Silver plans are the only plans that qualify for cost sharing reductions. Without the CSR’s, silver plans may no longer be the best choice for many people. Insurance companies will add a premium surcharge to the plans. Silver plans are the basis for the amount of the APTC that consumers receive. So, an increase in the silver premium will be offset by an increase in the APTC for most consumers. Because of the application of the CSR linked premium surcharge to silver-tier plans, nearly four out of five consumers will actually see their premiums remain the same or decrease as the amount of premium assistance they receive will rise. This may make bronze, gold and platinum plans more attractive.

Reduced access to healthcare.gov.

HHS has announced that it will shut down the federal exchange site for 12 hours for all but one Sunday during the open enrollment season (December 10th) as well as on the first day of open enrollment (November 1st). 36+ states use healthcare.gov for their marketplace.  This limited access could have a secondary impact of additional website outages with greater numbers of people using the site at one time compounded by the shorter enrollment period.

Less promotion.

Budgets have been restricted to mostly online outreach – so no television, radio or print ads. Don’t wait for any advertising for healthcare.gov .

Less help with open enrollment.

Budget cuts will mean fewer navigators, reducing the availability of advice to review different plans. More here: CMS Policies Related to the Navigator Program and Enrollment Education for the Upcoming Enrollment Period.

What to consider when reviewing your options:

  • If you are getting a subsidy, it is recommended that you review alternatives on gov or your state health insurance exchange.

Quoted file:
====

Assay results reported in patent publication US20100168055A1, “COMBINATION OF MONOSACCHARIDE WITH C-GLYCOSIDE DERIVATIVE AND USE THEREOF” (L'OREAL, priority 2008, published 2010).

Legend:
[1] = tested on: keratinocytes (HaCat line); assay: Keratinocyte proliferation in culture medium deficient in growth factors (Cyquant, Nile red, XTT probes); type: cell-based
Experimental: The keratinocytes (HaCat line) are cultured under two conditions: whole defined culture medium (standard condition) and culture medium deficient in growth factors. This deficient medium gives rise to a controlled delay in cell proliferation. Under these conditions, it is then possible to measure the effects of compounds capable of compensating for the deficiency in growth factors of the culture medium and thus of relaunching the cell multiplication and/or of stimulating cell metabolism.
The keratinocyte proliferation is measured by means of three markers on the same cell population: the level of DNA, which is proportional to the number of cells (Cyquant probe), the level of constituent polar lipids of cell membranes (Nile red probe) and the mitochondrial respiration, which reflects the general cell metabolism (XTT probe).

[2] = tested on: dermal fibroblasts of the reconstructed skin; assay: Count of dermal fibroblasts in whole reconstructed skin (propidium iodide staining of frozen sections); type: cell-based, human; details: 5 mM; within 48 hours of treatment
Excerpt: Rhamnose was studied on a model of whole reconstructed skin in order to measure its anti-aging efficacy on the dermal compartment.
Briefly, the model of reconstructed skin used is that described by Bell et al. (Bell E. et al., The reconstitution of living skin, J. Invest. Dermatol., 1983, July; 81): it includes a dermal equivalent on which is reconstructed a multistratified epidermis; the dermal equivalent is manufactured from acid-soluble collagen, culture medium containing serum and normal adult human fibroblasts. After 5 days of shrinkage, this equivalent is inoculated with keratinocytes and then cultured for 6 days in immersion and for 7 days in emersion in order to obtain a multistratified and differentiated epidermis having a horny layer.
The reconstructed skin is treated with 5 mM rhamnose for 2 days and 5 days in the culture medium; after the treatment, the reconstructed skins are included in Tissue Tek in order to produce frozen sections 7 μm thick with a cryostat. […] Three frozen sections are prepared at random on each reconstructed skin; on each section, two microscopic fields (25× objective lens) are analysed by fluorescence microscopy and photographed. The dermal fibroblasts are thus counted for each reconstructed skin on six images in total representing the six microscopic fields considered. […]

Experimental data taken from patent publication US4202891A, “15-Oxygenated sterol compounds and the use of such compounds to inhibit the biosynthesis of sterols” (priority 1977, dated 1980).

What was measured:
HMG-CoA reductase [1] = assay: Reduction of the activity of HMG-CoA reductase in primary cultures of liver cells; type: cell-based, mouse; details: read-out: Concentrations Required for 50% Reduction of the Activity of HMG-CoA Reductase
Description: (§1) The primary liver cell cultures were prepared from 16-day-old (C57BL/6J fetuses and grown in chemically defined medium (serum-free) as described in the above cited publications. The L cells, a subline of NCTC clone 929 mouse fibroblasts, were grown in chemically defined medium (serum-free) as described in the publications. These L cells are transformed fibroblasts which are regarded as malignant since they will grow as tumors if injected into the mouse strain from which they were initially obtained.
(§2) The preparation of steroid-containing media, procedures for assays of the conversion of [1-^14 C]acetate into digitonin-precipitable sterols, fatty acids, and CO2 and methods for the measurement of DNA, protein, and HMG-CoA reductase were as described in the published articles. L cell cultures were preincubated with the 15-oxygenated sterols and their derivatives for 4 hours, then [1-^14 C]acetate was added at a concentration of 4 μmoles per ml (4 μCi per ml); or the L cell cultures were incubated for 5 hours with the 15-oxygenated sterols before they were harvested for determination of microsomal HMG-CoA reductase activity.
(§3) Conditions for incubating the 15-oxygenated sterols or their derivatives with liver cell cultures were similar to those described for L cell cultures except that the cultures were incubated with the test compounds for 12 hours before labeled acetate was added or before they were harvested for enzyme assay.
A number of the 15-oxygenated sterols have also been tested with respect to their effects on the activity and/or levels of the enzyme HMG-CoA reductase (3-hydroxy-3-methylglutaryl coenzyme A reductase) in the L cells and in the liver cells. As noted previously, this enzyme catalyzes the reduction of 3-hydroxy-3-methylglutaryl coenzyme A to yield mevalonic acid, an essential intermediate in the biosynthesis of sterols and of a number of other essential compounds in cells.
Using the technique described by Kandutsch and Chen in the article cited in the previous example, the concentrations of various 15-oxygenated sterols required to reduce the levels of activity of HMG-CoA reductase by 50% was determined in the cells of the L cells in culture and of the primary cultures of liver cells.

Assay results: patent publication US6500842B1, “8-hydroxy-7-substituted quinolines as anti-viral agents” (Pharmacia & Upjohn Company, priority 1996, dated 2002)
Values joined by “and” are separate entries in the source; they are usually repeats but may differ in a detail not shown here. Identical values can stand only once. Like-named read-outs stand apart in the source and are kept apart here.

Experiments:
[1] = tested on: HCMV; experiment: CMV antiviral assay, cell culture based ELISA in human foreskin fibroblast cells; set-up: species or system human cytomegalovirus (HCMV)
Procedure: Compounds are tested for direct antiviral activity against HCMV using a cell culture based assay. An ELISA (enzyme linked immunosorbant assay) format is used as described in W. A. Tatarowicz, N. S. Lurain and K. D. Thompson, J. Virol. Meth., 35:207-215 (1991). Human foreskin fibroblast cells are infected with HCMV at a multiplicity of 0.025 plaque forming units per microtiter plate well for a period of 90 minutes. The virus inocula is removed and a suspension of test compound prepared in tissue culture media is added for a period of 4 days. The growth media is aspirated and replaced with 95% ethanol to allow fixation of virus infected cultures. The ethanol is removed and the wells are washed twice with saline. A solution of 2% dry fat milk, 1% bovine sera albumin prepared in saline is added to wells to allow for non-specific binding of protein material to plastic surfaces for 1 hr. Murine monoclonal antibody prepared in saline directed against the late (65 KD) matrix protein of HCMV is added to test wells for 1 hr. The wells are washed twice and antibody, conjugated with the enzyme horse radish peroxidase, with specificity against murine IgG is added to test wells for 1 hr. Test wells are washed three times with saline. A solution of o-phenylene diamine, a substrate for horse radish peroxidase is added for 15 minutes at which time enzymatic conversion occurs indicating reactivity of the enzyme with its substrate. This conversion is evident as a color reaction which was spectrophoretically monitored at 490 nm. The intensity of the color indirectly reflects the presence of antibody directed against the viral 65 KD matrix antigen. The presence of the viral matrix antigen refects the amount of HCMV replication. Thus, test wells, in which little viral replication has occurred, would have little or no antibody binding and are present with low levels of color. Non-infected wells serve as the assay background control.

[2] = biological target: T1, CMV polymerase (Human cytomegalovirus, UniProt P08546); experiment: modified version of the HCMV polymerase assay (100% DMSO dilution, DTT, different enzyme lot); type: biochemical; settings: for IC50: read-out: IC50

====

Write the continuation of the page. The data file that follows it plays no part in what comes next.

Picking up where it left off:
• Find out if you qualify for the APTC here.
  • Review the total costs: premiums, deductible and estimate co-payments and coinsurance.
  • Make sure that the plan covers your medical providers and medications.
  • Use the optimal insurance deductible calculator to find the deductible that provides the most value to you (click here).

Here are some resources to help you with open enrollment:

  • healthcare.gov – check it out now before open enrollment to review your options, so you can be prepared.
  • State insurance departments. Find a link your state insurance department here.
  • Private groups, consumer advocacy groups and insurance companies. For example, a new campaign “Get America Covered” is going to run digital advertising and will partner with employers, community organizations and other entities.
  • PolicyGenius has put together the comprehensive “Your state-by-state guide to the 2018 health insurance open enrollment period.”

If you have group health insurance through your employer, be aware of your open enrollment period and options.

It’s important to act early and be prepared. Understand what your health insurance options are and obtain coverage accordingly. To get the best plan at the optimal price, shop and compare the different tiers.


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Tony Steuer, CLU, LA, CPFFE

Tony Steuer is the author of Insurance Made Easy and the Questions and Answers on Insurance Series. Tony is also an insurance consumer advocate and creator of The Insurance Bill of Rights. He's been interviewed for many mainstream publications (Wall Street Journal, Forbes and the New York Times).